While management is celebrating our inclusion in the Big Ten, there are a few things we won’t be celebrating:
RUTGERS FUNDS ATHLETICS, NOT ACADEMICS. In the 2012-13 year, spending on athletics skyrocketed by 25%, while funding for instruction rose only 5%. In a year that has seen the SAS budget running at a deficit, continued cries of austerity from Old Queens, and no end to the hiring of part-time and contingent faculty in higher ed, Rutgers’ spending priorities leave the community wondering if we are a football team with a university on the side.
ATHLETICS WITHERS WITHOUT ACADEMICS. The most astonishing aspect of this spending is its source. A now infamous USA Today report revealed that 44% of Rutgers’ athletics budget in 2012 was subsidized by the academic resources of the University. Far from an anomaly, 44% is only an average subsidy for the 2008–12 budgets.
RUTGERS SUBSIDIZES SPORTS WHILE FREEZING SALARIES AND RAISING TUITION. Priorities? Management has been funneling outrageous subsidies into athletics, but imposed a freeze on the salaries of faculty and staff in 2010. The freeze contributed to record revenues for Rutgers, to the tune of $200 million in 2011, and at the expense of campus employees and negotiated contracts. Student fees — a mandatory part of tuition bills, which is exempt from state caps on tuition increases — accounted for a whopping 15% of the 2012 athletics budget.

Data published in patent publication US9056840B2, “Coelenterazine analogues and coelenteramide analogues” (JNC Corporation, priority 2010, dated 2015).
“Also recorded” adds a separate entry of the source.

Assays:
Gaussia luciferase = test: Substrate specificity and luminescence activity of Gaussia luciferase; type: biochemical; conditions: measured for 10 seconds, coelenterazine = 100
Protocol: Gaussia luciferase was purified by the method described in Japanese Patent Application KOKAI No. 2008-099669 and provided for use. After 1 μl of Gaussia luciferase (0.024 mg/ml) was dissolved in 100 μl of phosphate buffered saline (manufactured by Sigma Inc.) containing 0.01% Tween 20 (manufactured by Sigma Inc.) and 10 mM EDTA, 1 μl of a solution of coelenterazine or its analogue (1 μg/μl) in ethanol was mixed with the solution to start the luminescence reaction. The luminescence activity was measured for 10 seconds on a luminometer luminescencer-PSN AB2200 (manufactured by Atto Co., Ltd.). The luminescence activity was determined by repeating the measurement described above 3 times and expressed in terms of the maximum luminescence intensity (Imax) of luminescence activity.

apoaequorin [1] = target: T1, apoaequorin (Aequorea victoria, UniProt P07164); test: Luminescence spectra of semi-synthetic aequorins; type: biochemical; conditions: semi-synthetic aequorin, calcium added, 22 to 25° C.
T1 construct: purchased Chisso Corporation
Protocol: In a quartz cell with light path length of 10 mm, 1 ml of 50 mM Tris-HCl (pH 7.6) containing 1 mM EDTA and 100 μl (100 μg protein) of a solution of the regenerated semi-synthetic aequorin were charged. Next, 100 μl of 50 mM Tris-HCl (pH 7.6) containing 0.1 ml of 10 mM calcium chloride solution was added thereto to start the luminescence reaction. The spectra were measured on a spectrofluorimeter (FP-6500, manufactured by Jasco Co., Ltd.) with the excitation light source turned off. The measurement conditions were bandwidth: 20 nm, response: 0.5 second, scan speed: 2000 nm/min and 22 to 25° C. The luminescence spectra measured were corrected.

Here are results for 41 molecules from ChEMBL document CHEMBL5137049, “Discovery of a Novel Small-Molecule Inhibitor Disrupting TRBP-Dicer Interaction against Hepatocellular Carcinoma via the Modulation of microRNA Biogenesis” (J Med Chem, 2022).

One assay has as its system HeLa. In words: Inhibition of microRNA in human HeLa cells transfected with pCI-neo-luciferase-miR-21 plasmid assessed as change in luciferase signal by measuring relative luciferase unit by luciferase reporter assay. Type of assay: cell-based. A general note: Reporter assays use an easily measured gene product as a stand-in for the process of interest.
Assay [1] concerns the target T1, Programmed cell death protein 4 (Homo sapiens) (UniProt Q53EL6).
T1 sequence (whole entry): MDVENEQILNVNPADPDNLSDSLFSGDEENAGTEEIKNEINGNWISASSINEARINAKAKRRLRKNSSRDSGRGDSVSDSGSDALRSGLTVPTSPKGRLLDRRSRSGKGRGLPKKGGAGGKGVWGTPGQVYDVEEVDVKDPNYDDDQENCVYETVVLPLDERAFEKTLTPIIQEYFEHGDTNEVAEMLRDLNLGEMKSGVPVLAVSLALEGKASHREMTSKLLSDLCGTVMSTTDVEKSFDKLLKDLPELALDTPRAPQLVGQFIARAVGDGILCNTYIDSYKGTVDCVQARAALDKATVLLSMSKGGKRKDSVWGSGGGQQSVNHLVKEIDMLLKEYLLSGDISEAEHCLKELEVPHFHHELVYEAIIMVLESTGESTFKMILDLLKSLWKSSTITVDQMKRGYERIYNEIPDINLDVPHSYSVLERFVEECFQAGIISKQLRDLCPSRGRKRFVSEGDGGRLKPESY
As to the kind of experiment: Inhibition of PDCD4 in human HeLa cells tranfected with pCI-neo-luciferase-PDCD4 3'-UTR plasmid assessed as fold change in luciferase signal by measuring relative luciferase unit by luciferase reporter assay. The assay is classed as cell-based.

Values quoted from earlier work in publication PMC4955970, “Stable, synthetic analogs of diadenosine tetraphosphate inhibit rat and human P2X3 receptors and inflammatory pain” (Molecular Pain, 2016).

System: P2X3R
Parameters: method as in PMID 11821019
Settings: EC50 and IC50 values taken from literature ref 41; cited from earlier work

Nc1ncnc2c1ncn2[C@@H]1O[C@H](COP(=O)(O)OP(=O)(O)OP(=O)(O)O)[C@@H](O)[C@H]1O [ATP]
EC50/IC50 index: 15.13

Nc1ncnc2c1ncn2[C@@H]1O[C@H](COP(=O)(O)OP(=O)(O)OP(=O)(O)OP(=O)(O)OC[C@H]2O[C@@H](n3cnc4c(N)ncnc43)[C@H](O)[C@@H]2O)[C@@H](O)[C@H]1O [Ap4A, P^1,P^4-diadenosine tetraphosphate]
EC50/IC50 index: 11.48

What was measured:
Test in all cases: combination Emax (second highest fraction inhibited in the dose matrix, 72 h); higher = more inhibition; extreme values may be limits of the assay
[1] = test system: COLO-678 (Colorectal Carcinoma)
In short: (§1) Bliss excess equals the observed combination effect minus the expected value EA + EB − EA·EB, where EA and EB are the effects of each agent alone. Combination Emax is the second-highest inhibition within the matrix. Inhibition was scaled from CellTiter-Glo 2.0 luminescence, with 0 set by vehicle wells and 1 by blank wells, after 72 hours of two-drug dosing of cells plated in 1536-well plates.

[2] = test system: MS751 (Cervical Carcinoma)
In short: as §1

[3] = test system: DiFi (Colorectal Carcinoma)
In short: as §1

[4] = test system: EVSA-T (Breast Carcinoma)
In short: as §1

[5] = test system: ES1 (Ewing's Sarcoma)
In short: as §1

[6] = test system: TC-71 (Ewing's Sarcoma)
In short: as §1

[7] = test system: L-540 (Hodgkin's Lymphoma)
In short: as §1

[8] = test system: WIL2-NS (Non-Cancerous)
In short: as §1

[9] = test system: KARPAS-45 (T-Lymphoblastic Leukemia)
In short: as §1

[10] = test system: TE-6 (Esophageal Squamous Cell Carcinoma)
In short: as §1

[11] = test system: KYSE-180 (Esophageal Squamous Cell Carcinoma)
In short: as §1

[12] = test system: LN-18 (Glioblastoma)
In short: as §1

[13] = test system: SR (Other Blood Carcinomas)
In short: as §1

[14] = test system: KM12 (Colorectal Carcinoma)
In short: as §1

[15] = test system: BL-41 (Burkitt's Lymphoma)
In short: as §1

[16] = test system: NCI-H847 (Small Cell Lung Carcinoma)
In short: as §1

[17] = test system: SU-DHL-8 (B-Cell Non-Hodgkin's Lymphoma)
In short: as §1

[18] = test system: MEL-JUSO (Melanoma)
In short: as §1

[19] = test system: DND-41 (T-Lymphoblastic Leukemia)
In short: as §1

UNLIKE RUTGERS, OTHER BIG TEN PROGRAMS ARE SELF-SUSTAINING. The subsidies Rutgers has poured from academics into athletics are unheard of nation-wide, according to USA Today. And, it can only get worse. At the same time management promises to work toward athletic solvency, Rutgers races to compete with our new Big Ten peers, which boast profitable, self-sustaining athletics programs.
FOOTBALL OUTSPENDS PROFITS. The belief that football is a financial boon to Rutgers is a myth. According to a recent report from the AAUP, "of the more than one thousand college and university members of the NCAA, only twenty-three institutions reported that their athletic programs ran a surplus, with revenues greater than expenses."
MISMANAGEMENT BREAKS THE BUDGET. Spending for general athletics administration nearly doubled in 2013, as management stumbled through a string of high-profile athletics scandals and the move to the Big Ten. Rutgers University President Barchi vowed to take measures to balance the athletics deficit, promising near-solvency by 2022 — a plan projected to cost at least another $183 million of "direct institutional funding" and student fees.
BUYING PRIME TIME, SHAKING DOWN THE CLASSROOMS. Coaches and top administrators are purported to bring value to the university, and their salaries, it is argued, must entice the best talent. To continue Rutgers’ tradition of excellence in academics, where our faculty and departments are consistently recognized for their outstanding research and contributions, faculty and staff should be treated no differently. Instead, they face cuts, freezes, and contingency on the job, while Rutgers management sits on $600 million in unrestricted funds.